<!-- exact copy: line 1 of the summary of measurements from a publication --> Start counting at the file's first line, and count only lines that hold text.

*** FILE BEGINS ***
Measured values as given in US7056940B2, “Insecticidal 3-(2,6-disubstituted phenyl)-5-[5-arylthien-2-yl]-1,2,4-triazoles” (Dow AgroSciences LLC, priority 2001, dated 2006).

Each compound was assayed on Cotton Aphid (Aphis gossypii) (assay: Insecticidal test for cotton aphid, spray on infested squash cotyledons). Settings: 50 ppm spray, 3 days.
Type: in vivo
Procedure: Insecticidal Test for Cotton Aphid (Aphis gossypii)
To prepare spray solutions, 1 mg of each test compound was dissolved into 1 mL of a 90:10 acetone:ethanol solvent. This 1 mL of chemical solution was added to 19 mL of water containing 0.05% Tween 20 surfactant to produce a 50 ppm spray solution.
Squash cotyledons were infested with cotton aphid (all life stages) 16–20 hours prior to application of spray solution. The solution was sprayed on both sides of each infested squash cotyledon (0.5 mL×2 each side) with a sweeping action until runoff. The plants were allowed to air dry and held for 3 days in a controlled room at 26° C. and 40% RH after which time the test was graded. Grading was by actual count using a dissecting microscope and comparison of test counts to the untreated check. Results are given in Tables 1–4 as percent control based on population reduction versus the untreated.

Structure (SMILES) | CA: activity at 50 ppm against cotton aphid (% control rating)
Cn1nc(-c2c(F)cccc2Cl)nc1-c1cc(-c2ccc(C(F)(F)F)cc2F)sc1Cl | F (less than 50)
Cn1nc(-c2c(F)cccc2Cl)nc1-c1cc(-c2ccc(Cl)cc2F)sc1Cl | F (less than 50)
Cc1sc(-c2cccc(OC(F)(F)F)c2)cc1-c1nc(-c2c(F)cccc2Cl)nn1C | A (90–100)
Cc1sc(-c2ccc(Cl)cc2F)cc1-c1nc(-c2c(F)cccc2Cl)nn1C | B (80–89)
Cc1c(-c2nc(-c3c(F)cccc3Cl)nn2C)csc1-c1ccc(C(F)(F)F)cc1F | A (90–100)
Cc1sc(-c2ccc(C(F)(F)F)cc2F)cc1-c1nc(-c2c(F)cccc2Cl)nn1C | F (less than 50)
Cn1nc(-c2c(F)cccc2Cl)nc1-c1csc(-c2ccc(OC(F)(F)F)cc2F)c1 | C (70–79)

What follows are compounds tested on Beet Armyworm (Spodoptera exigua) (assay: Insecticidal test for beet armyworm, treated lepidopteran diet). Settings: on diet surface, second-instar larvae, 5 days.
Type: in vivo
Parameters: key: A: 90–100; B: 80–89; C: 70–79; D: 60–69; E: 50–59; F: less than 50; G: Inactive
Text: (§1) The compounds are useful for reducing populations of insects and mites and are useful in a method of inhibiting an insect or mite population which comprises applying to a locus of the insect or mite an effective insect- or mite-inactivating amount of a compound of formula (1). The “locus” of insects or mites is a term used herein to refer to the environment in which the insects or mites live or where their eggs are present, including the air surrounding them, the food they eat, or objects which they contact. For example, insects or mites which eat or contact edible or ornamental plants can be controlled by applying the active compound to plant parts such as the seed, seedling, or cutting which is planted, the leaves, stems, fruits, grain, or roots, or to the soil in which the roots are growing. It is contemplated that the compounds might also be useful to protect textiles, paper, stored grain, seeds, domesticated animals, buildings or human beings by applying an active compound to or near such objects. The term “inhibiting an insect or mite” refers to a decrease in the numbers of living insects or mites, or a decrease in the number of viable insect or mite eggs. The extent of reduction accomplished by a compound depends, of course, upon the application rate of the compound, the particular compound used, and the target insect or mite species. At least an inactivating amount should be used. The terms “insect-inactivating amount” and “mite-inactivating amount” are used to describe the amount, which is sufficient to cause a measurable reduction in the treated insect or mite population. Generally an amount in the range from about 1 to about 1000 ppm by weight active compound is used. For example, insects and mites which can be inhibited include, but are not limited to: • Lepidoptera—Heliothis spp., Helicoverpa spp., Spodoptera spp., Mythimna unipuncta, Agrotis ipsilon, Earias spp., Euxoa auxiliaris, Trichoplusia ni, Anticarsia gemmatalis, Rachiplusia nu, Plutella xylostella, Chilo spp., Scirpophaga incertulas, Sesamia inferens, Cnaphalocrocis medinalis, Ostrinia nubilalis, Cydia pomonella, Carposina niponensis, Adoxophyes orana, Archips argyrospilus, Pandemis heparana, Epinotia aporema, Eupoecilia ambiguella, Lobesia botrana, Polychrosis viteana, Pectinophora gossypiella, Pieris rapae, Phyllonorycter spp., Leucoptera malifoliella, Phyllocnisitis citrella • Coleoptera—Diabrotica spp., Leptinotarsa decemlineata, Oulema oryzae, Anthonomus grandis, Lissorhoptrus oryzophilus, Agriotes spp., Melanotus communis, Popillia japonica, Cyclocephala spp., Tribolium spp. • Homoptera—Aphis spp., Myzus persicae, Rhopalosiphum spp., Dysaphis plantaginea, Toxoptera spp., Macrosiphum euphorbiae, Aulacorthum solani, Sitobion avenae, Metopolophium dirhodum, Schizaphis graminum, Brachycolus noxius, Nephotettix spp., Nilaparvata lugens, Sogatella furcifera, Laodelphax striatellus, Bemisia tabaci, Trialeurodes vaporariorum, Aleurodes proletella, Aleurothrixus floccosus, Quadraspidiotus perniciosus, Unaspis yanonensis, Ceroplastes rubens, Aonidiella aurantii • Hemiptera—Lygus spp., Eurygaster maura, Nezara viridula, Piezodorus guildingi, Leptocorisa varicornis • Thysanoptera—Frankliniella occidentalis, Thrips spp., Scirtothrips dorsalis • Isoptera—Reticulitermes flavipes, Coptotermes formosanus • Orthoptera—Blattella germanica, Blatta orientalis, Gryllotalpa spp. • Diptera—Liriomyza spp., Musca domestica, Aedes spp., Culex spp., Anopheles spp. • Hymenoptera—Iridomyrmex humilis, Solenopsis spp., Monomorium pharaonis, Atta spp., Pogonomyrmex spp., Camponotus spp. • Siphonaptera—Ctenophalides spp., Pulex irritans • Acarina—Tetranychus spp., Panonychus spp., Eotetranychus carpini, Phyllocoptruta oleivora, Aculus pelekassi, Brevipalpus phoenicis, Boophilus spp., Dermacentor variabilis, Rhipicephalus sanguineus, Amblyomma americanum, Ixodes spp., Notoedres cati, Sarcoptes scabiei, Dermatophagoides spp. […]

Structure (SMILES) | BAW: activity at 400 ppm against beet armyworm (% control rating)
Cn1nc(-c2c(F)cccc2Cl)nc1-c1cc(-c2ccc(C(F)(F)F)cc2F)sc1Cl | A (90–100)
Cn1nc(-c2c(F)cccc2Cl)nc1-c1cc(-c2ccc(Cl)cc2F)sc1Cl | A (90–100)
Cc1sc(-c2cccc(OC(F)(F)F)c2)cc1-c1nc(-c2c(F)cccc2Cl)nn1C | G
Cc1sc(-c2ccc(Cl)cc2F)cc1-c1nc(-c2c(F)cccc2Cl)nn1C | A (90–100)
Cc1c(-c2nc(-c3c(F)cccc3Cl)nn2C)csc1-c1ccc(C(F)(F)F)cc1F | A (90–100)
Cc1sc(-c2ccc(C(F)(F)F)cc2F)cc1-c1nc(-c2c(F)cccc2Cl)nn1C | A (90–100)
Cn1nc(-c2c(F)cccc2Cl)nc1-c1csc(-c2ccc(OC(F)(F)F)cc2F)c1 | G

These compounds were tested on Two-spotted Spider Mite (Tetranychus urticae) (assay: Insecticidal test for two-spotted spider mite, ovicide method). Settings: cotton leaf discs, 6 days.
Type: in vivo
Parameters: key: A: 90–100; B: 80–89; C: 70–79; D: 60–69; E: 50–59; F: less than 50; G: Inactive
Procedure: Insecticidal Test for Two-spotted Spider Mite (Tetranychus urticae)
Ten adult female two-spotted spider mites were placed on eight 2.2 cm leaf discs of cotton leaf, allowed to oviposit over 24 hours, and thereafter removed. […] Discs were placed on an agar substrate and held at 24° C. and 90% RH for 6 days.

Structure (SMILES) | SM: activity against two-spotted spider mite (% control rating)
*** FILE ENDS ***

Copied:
Measured values as given in US7056940B2, “Insecticidal 3-(2,6-disubstituted phenyl)-5-[5-arylthien-2-yl]-1,2,4-triazoles” (Dow AgroSciences LLC, priority 2001, dated 2006).